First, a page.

To work with older generations can often be seen as a bit of a challenge by arts organisations. Arts Council England has previously noted that it tends to receive significantly fewer funding requests for projects that focus on working with older people. Brutally, investing in developing an audience that might not be around for a long-term relationship with your organisation isn’t a great business model.
Many NPOs choose to prioritise developing relationships with children and young people as, according to the Arts Council mandate, this suggests a far better lifetime return on investment. There might also be a concern that older visitors may have increased physical limitations and mental well-being needs, which may demand greater support for staff training and accessibility considerations at the venue. The seemingly widespread belief that older groups can be harder to work with – both in terms of need and longevity – is clearly affecting a sector-wide collective drive to create strategic projects.
This year, Midlands Arts Centre wanted to focus on this age group, tying together existing partnerships with new projects and collaborations. For the third year running, MAC has partnered with Bedlam Arts and Mental Health Festival to host events that raise awareness of mental health and celebrate the arts’ impact on people’s well-being. MAC’s part in the festival focuses on common feelings of isolation, anxiety and loneliness (often felt in the elderly), but we also hope to bring about a change of attitude in the sector.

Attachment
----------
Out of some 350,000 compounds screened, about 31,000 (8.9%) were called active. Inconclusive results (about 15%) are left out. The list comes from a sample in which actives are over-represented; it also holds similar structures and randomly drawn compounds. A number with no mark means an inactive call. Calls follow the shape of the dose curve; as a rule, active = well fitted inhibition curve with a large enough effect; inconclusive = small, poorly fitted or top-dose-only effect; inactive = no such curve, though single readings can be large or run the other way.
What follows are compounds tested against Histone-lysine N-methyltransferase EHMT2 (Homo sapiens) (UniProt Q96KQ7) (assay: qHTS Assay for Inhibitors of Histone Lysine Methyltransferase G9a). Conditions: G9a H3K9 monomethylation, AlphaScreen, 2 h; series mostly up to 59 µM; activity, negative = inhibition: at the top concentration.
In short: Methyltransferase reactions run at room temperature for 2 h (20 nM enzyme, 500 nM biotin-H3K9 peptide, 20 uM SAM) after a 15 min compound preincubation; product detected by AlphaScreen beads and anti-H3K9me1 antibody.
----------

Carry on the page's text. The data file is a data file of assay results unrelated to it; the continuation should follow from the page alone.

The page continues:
As an arts organisation, one of the most eye-opening aspects of running community outreach programmes targeted at over-65s has been identifying that attendees are not necessarily those one might expect.
By attempting to reach the most isolated members of our community – for example, those living in full-time care – it became increasingly evident that feelings of loneliness and disconnectedness are not confined to care homes. They are felt by those living with spouses suffering with dementia, those who are newly retired or perhaps suffering with medical issues such as hearing loss. Loneliness is encountered by even the most independent and active community members.
With this awareness, we recognise the need for arts organisations to develop creative and inclusive projects that can tap into these groups, in turn bringing together audiences from different generations to engage within the arts, find methods of self-expression and increase self-confidence.
These efforts demonstrate the potential and need for a collective effort within the arts to work with elderly communities to further enhance their well-being and social connectedness, while challenging and shifting current attitudes to working with older generations. In return, MAC and other arts organisations are able to learn from and can be continuously surprised and delighted by the creativity that stems from their varied life experiences and cultural insight.
Deborah Kermode is chief executive and artistic director of Midlands Arts Centre